How many Americans live in "food deserts," areas without access to healthy foods?
- As many as the population of Massachusetts (8% people answered this)
- As many as the population of Arizona (10% people answered this)
- As many as the population of Texas (34% people answered this)
- As many as the population of Florida (10% people answered this)
- As many as the population of New York (35% people answered this)
494 people answered.
Correct answer is: As many as the population of Texas
The USDA estimates that about 23.5 million Americans live in “food deserts” – that’s about the same number of people who live in Texas, the second most populous state in the nation.
Launched in Kingston, Jamaica in late 2012, Mind Gardens is a non-profit initiative started by Snoop Lion with the goal of establishing sustainable, organic community gardens that will provide fresh fruits and vegetables to school aged children in the community. Bringing these communities the proper tools and resources to cultivate their own nutritional alternatives not only makes for healthy bodies, but also healthy minds. With two gardens already underway, we need your help to spread the word, build more gardens and take this project worldwide. Together we can plant a seed, grow a garden, and change a life.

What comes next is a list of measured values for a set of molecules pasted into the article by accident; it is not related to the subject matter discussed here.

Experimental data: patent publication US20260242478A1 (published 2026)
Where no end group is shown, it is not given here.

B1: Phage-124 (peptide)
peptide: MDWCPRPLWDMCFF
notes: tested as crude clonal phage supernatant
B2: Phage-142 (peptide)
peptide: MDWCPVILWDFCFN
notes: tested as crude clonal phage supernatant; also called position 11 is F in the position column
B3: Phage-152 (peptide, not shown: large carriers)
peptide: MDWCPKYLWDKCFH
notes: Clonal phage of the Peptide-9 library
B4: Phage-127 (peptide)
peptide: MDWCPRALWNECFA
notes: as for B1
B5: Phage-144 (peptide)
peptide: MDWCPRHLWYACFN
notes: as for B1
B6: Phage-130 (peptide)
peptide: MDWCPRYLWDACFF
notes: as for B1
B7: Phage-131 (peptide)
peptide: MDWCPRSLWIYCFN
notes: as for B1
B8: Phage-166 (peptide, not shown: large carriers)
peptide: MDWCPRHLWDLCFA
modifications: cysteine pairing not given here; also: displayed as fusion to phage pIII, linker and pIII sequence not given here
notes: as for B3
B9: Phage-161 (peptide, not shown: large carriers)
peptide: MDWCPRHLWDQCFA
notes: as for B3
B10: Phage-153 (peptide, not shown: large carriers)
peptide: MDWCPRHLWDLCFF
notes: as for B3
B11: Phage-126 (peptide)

Food deserts are large geographic areas with little-to-no access to mainstream grocery stores. Residents of these underserved neighborhoods and communities do most of their shopping at nearby convenience stores – where healthy food is sparse and much more expensive than the average supermarket. The foods that are readily available – chips, sodas, fast-food – are mostly the kind of high-fat, sugary foods that lead to health problems like diabetes, obesity, and heart disease. It's no wonder then, that residents of food deserts suffer these conditions disproportionately more than the average American.
The Mind Gardens project started in Jamaica, but it is taking on the growing problem of food deserts in America and beyond. Through community gardens, children living in low-income neighborhoods, far from the closest supermarket, can access fresh and healthy foods.
Take the pledge to support the Mind Gardens project. With your help the the project will grow, and so will our ability to tackle food accessibility problems in neighborhoods worldwide. Who knows, maybe 2013 is the year a Mind Garden is built in your neighborhood.